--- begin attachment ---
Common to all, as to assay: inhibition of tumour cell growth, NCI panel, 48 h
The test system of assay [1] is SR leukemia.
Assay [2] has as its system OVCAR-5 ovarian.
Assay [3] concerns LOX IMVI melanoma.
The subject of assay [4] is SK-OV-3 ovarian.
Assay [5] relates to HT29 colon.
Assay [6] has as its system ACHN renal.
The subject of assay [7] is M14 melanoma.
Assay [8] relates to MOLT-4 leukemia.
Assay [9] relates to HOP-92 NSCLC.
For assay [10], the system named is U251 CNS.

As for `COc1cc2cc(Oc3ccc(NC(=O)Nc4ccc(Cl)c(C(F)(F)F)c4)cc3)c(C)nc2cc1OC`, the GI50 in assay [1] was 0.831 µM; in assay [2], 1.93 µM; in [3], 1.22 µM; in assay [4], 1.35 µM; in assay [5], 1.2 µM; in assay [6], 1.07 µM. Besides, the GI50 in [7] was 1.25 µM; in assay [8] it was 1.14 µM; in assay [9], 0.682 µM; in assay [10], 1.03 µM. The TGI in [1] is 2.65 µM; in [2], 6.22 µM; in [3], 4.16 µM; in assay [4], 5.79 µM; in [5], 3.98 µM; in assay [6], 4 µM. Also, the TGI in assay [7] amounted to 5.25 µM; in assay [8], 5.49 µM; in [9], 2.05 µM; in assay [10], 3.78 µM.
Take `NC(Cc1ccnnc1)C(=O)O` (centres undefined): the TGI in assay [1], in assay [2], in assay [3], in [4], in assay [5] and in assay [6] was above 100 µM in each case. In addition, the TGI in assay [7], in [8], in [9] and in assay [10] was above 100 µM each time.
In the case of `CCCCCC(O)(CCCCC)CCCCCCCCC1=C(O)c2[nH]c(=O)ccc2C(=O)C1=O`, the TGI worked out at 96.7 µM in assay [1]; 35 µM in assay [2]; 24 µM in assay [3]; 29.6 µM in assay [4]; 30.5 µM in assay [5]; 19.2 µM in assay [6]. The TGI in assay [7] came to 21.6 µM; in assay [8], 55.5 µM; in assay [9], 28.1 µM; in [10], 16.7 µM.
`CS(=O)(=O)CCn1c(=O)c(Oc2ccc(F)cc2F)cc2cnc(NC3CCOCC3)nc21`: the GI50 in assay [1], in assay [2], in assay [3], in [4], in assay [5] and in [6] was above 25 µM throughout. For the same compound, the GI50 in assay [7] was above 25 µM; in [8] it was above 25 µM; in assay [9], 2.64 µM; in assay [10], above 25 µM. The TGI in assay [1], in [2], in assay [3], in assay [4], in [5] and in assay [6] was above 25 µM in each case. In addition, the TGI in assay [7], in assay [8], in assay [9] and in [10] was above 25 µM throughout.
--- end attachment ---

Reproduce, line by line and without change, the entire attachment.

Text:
Common to all, as to assay: inhibition of tumour cell growth, NCI panel, 48 h
The test system of assay [1] is SR leukemia.
Assay [2] has as its system OVCAR-5 ovarian.
Assay [3] concerns LOX IMVI melanoma.
The subject of assay [4] is SK-OV-3 ovarian.
Assay [5] relates to HT29 colon.
Assay [6] has as its system ACHN renal.
The subject of assay [7] is M14 melanoma.
Assay [8] relates to MOLT-4 leukemia.
Assay [9] relates to HOP-92 NSCLC.
For assay [10], the system named is U251 CNS.

As for `COc1cc2cc(Oc3ccc(NC(=O)Nc4ccc(Cl)c(C(F)(F)F)c4)cc3)c(C)nc2cc1OC`, the GI50 in assay [1] was 0.831 µM; in assay [2], 1.93 µM; in [3], 1.22 µM; in assay [4], 1.35 µM; in assay [5], 1.2 µM; in assay [6], 1.07 µM. Besides, the GI50 in [7] was 1.25 µM; in assay [8] it was 1.14 µM; in assay [9], 0.682 µM; in assay [10], 1.03 µM. The TGI in [1] is 2.65 µM; in [2], 6.22 µM; in [3], 4.16 µM; in assay [4], 5.79 µM; in [5], 3.98 µM; in assay [6], 4 µM. Also, the TGI in assay [7] amounted to 5.25 µM; in assay [8], 5.49 µM; in [9], 2.05 µM; in assay [10], 3.78 µM.
Take `NC(Cc1ccnnc1)C(=O)O` (centres undefined): the TGI in assay [1], in assay [2], in assay [3], in [4], in assay [5] and in assay [6] was above 100 µM in each case. In addition, the TGI in assay [7], in [8], in [9] and in assay [10] was above 100 µM each time.
In the case of `CCCCCC(O)(CCCCC)CCCCCCCCC1=C(O)c2[nH]c(=O)ccc2C(=O)C1=O`, the TGI worked out at 96.7 µM in assay [1]; 35 µM in assay [2]; 24 µM in assay [3]; 29.6 µM in assay [4]; 30.5 µM in assay [5]; 19.2 µM in assay [6]. The TGI in assay [7] came to 21.6 µM; in assay [8], 55.5 µM; in assay [9], 28.1 µM; in [10], 16.7 µM.
`CS(=O)(=O)CCn1c(=O)c(Oc2ccc(F)cc2F)cc2cnc(NC3CCOCC3)nc21`: the GI50 in assay [1], in assay [2], in assay [3], in [4], in assay [5] and in [6] was above 25 µM throughout. For the same compound, the GI50 in assay [7] was above 25 µM; in [8] it was above 25 µM; in assay [9], 2.64 µM; in assay [10], above 25 µM. The TGI in assay [1], in [2], in assay [3], in assay [4], in [5] and in assay [6] was above 25 µM in each case. In addition, the TGI in assay [7], in assay [8], in assay [9] and in [10] was above 25 µM throughout.